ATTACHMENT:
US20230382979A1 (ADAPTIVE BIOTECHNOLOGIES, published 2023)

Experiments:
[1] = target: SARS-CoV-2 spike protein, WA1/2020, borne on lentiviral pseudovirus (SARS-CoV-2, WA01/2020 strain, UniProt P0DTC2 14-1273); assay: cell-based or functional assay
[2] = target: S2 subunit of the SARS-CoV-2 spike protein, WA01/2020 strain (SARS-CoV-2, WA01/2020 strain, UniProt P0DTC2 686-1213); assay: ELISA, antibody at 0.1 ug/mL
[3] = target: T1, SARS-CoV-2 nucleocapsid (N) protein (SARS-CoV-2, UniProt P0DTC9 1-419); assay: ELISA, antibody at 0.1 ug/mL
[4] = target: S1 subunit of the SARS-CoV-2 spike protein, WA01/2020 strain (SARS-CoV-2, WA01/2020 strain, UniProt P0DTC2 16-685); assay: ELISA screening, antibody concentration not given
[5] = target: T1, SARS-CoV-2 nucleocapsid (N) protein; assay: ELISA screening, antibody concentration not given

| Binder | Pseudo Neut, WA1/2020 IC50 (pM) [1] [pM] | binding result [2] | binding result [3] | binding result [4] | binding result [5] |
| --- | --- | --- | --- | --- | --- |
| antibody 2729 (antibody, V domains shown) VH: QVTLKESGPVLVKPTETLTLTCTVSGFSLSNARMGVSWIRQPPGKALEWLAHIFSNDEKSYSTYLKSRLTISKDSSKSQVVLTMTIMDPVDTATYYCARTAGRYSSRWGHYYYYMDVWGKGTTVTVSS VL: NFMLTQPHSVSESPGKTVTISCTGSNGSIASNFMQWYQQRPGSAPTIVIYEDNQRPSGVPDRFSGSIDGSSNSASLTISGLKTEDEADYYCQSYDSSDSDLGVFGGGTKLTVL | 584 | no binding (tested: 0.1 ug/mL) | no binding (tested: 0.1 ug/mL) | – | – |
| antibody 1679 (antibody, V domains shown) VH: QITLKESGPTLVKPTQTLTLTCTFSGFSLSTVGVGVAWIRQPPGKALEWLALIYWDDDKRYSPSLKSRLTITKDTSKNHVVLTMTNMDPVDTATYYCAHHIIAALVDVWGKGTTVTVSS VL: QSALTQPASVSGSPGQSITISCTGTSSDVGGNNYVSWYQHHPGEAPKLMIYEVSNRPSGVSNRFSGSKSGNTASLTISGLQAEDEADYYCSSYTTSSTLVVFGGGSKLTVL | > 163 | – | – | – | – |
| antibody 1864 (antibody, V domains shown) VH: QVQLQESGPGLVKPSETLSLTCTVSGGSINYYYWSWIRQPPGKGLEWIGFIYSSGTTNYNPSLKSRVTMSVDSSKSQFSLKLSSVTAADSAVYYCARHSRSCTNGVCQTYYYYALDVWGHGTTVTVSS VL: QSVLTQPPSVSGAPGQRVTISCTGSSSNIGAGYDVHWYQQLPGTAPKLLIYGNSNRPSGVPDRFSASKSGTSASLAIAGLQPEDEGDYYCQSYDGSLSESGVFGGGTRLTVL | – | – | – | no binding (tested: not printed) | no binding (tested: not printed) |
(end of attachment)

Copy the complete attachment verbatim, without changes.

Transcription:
US20230382979A1 (ADAPTIVE BIOTECHNOLOGIES, published 2023)

Experiments:
[1] = target: SARS-CoV-2 spike protein, WA1/2020, borne on lentiviral pseudovirus (SARS-CoV-2, WA01/2020 strain, UniProt P0DTC2 14-1273); assay: cell-based or functional assay
[2] = target: S2 subunit of the SARS-CoV-2 spike protein, WA01/2020 strain (SARS-CoV-2, WA01/2020 strain, UniProt P0DTC2 686-1213); assay: ELISA, antibody at 0.1 ug/mL
[3] = target: T1, SARS-CoV-2 nucleocapsid (N) protein (SARS-CoV-2, UniProt P0DTC9 1-419); assay: ELISA, antibody at 0.1 ug/mL
[4] = target: S1 subunit of the SARS-CoV-2 spike protein, WA01/2020 strain (SARS-CoV-2, WA01/2020 strain, UniProt P0DTC2 16-685); assay: ELISA screening, antibody concentration not given
[5] = target: T1, SARS-CoV-2 nucleocapsid (N) protein; assay: ELISA screening, antibody concentration not given

| Binder | Pseudo Neut, WA1/2020 IC50 (pM) [1] [pM] | binding result [2] | binding result [3] | binding result [4] | binding result [5] |
| --- | --- | --- | --- | --- | --- |
| antibody 2729 (antibody, V domains shown) VH: QVTLKESGPVLVKPTETLTLTCTVSGFSLSNARMGVSWIRQPPGKALEWLAHIFSNDEKSYSTYLKSRLTISKDSSKSQVVLTMTIMDPVDTATYYCARTAGRYSSRWGHYYYYMDVWGKGTTVTVSS VL: NFMLTQPHSVSESPGKTVTISCTGSNGSIASNFMQWYQQRPGSAPTIVIYEDNQRPSGVPDRFSGSIDGSSNSASLTISGLKTEDEADYYCQSYDSSDSDLGVFGGGTKLTVL | 584 | no binding (tested: 0.1 ug/mL) | no binding (tested: 0.1 ug/mL) | – | – |
| antibody 1679 (antibody, V domains shown) VH: QITLKESGPTLVKPTQTLTLTCTFSGFSLSTVGVGVAWIRQPPGKALEWLALIYWDDDKRYSPSLKSRLTITKDTSKNHVVLTMTNMDPVDTATYYCAHHIIAALVDVWGKGTTVTVSS VL: QSALTQPASVSGSPGQSITISCTGTSSDVGGNNYVSWYQHHPGEAPKLMIYEVSNRPSGVSNRFSGSKSGNTASLTISGLQAEDEADYYCSSYTTSSTLVVFGGGSKLTVL | > 163 | – | – | – | – |
| antibody 1864 (antibody, V domains shown) VH: QVQLQESGPGLVKPSETLSLTCTVSGGSINYYYWSWIRQPPGKGLEWIGFIYSSGTTNYNPSLKSRVTMSVDSSKSQFSLKLSSVTAADSAVYYCARHSRSCTNGVCQTYYYYALDVWGHGTTVTVSS VL: QSVLTQPPSVSGAPGQRVTISCTGSSSNIGAGYDVHWYQQLPGTAPKLLIYGNSNRPSGVPDRFSASKSGTSASLAIAGLQPEDEGDYYCQSYDGSLSESGVFGGGTRLTVL | – | – | – | no binding (tested: not printed) | no binding (tested: not printed) |